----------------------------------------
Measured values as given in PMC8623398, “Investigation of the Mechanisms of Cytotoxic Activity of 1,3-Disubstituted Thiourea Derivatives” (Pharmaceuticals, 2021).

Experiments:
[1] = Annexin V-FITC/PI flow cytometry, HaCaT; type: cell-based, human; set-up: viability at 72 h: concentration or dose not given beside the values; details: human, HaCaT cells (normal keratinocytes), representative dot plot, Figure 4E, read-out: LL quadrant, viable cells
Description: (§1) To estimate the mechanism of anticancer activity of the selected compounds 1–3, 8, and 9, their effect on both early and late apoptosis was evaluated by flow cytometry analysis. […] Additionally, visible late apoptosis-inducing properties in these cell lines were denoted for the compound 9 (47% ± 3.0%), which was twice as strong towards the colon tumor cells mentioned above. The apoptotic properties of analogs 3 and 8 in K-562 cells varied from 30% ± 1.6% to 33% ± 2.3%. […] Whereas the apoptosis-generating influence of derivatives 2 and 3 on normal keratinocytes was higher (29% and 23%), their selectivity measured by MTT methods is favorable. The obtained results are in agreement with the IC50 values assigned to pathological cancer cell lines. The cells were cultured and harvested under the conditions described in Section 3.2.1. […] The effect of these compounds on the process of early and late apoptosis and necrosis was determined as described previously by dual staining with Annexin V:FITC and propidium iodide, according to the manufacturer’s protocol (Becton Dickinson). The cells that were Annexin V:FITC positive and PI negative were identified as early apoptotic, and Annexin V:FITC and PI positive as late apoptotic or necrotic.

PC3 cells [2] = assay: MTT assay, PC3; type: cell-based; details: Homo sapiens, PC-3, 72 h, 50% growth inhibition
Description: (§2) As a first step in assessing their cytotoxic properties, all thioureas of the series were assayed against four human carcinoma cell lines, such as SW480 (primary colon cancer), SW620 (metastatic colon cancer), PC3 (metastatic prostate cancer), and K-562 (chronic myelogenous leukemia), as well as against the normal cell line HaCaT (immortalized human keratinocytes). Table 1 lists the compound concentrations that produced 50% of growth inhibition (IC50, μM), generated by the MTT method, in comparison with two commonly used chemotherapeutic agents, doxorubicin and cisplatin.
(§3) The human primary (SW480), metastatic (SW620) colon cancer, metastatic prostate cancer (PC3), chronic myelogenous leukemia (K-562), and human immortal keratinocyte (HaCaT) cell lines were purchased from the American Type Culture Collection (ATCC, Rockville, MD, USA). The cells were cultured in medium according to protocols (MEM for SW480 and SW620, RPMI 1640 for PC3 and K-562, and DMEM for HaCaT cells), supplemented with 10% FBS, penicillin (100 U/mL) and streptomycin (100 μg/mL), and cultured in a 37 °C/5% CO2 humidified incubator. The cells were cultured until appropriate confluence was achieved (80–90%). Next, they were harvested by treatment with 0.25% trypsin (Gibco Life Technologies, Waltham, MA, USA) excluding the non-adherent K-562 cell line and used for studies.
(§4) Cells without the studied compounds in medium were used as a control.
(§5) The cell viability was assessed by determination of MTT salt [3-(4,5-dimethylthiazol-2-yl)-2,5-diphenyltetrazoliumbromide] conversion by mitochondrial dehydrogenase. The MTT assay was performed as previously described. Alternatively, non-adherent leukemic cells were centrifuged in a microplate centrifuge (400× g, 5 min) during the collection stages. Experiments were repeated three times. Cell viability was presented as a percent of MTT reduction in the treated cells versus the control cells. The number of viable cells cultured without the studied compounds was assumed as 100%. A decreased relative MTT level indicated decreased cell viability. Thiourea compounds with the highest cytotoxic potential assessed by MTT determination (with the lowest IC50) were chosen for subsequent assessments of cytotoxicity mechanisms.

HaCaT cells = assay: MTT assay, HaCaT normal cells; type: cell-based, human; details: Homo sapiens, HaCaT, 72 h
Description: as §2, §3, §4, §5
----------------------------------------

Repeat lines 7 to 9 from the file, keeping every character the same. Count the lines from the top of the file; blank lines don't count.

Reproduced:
(§3) The human primary (SW480), metastatic (SW620) colon cancer, metastatic prostate cancer (PC3), chronic myelogenous leukemia (K-562), and human immortal keratinocyte (HaCaT) cell lines were purchased from the American Type Culture Collection (ATCC, Rockville, MD, USA). The cells were cultured in medium according to protocols (MEM for SW480 and SW620, RPMI 1640 for PC3 and K-562, and DMEM for HaCaT cells), supplemented with 10% FBS, penicillin (100 U/mL) and streptomycin (100 μg/mL), and cultured in a 37 °C/5% CO2 humidified incubator. The cells were cultured until appropriate confluence was achieved (80–90%). Next, they were harvested by treatment with 0.25% trypsin (Gibco Life Technologies, Waltham, MA, USA) excluding the non-adherent K-562 cell line and used for studies.
(§4) Cells without the studied compounds in medium were used as a control.
(§5) The cell viability was assessed by determination of MTT salt [3-(4,5-dimethylthiazol-2-yl)-2,5-diphenyltetrazoliumbromide] conversion by mitochondrial dehydrogenase. The MTT assay was performed as previously described. Alternatively, non-adherent leukemic cells were centrifuged in a microplate centrifuge (400× g, 5 min) during the collection stages. Experiments were repeated three times. Cell viability was presented as a percent of MTT reduction in the treated cells versus the control cells. The number of viable cells cultured without the studied compounds was assumed as 100%. A decreased relative MTT level indicated decreased cell viability. Thiourea compounds with the highest cytotoxic potential assessed by MTT determination (with the lowest IC50) were chosen for subsequent assessments of cytotoxicity mechanisms.